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Wed Jul 30, 2014, 04:52 PM

How the U.S.-Backed Genocide in Guatemala Drove the Child Refugee Crisis

AlterNet / By Gabriel M. Schivone

How the U.S.-Backed Genocide in Guatemala Drove the Child Refugee Crisis

American policy in Guatemala has turned the country into a land of wreck and ruin.

July 28, 2014 |


For once the Republicans got it right. But not in the way they think. Indeed, President Obama carries the representative blame for the debacle (including reports of sadistic abuse by U.S. Border Patrol) of largely Central American migrant children long overwhelming shelters at the border. But the guilt is much broader, ranging from successive administrations all the way down to us, as American taxpayers.

Decades of U.S. policy in Guatemala alone have turned the country into a land of wreck and ruin. This is the ultimate reason migrants have been crossing into the United States in increasing numbers in recent months. Harsh immigration enforcement policies, such as the ones the Obama administration has been championing, add insult to injury as the U.S. punishes migrants when they arrive when it should be paying people like those of Guatemala massive reparations.

"They Owe It to Us"

It is indisputable that the U.S. shares significant responsibility for the genocide of tens of thousands of Guatemalans--mainly indigenous Mayans who comprised a majority of the (at least) 150,000 killed in the 1980s alone. A 1999 UN Truth Commission blamed Guatemalan state forces for 93 percent of the atrocities. That same year, former President Bill Clinton admitted the wrongness of U.S. support support for Guatemalan state violence.

U.S. culpability for Guatemala's plight endures to this day. The problem is--then and now--the United States is in denial as a nation over what to do about its complicity.

More:
http://www.alternet.org/world/how-us-backed-genocide-guatemala-drove-child-refugee-crisis

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Response to Judi Lynn (Original post)

Wed Jul 30, 2014, 04:54 PM

1. Thank you, Judi Lynn, for being so faithful in

giving us something other than domestic news.

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Response to merrily (Reply #1)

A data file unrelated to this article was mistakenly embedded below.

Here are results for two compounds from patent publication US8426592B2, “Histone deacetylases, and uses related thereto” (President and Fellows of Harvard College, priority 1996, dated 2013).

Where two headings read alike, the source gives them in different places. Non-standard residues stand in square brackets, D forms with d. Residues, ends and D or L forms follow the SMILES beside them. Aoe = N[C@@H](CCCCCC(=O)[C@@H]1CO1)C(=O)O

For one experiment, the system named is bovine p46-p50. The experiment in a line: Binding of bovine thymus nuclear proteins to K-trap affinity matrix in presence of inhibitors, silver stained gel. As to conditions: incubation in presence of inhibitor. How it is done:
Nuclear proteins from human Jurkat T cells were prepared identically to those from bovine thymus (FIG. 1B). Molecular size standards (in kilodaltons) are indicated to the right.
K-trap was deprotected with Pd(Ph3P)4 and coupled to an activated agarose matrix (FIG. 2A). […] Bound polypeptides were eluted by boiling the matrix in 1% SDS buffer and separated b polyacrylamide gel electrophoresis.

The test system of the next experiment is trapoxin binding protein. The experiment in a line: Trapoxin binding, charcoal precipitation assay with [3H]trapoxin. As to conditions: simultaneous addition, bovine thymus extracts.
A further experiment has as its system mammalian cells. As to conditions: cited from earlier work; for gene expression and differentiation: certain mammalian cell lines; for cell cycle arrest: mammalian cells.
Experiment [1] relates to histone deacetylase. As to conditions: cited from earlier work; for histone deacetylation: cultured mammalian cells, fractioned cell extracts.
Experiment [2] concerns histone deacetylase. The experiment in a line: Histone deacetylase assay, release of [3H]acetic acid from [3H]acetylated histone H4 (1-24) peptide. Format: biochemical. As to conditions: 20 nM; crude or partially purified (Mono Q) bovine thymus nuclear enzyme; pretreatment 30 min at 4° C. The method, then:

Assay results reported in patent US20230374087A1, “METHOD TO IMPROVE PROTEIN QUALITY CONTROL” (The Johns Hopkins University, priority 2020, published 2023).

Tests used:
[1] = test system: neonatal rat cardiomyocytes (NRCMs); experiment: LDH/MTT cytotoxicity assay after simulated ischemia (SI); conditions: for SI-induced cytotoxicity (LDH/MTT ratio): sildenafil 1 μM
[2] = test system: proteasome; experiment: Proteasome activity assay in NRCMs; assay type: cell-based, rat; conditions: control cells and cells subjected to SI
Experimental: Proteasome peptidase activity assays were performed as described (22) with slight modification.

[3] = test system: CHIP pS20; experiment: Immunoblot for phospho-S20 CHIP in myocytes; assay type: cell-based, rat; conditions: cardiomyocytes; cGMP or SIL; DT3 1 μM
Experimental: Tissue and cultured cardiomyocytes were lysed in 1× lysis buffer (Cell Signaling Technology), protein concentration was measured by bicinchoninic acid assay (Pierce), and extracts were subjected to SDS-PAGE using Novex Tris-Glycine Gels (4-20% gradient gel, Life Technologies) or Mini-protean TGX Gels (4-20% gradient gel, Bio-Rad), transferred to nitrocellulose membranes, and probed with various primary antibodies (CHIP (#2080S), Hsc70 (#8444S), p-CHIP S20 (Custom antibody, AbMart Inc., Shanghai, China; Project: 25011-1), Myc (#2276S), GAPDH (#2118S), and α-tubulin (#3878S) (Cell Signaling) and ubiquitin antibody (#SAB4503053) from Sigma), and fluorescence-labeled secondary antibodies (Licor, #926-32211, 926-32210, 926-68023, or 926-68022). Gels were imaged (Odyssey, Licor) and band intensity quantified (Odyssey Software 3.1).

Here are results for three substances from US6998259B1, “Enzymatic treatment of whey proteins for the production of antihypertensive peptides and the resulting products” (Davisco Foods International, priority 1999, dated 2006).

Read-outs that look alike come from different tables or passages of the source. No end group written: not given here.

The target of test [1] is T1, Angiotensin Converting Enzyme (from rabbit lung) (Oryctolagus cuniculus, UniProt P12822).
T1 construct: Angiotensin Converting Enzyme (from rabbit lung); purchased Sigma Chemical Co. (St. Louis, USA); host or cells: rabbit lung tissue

Wed Jul 30, 2014, 05:43 PM

3. I really hope some of them are useful, merrily. No reason politics should keep us ignorant

of what happens with our fellow human beings south of our border, most especially when what has happened to them to make their lives so much more painful has been accomplished using US tax dollars, and aided by across the board whitewashing by the US corporate "news" media.

Thank you for your kind words.

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Response to Judi Lynn (Reply #3)

Wed Jul 30, 2014, 05:45 PM

4. Your posts are both useful and interesting.

And you and posters like you have more than earned kind words. You are most welcome to them.

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Response to Judi Lynn (Original post)

Wed Jul 30, 2014, 05:40 PM

2. This goes back to Clinton, and earlier. It's not, however, for all of us US citizens to pay...

 

...there are a select few who profited from these atrocities and who engineered it.

Efforts should be made to bring them to justice and let any reparations come from their coffers.

It does, however, fall on us to be humanitarian and not xenophobic, the Maya are a proud people, it's truly a crime what's been done to them in the name of progress.

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Response to NYC_SKP (Reply #2)

Wed Jul 30, 2014, 05:54 PM

5. In the case of Guatemala, US gov't interests and commerical interests were combined

in 1954 when Dwight D. Eisenhower's Secretary of State and the head of his CIA, the Dulles Brothers were also totally invested, involved in the US corporation, United Fruit, (now known as Chiquita Banana) which literally controlled Guatemala, land, resources, railroads, etc.

The population of Guatemala elected their President Jacobo Arbenz, whom the United Fruit Company despised as he set about reforms which benefited the PEOPLE rather than United Fruit. You might want to look up the overthrow of President Arbenz by the United States military in 1954.

From that year on, a civil war ensued, during which time relentless persecution, torture, terrorism of the native population continued, using US-funded and provided weapons, artillery, helicopters, airplanes, military instructors, advisors, etc., etc., etc. in a constant program of genocide against the people of the country. Entire villages were invaded, burned to the ground, citizens tortured, raped, bludgeoned, burned alive, thrown live into wells to die, etc., etc., etc., creating a vast, screaming hell which lasted and lasted and lasted, and still lives on in the broken hearts and minds of those unlucky enough to have lived through even a moment of it.

What remains of that country today is a wreckage of a long-running war on humanity, and all done for greed and the abjectly vicious exercise of power against broken people who were struggling for their lives to not be destroyed.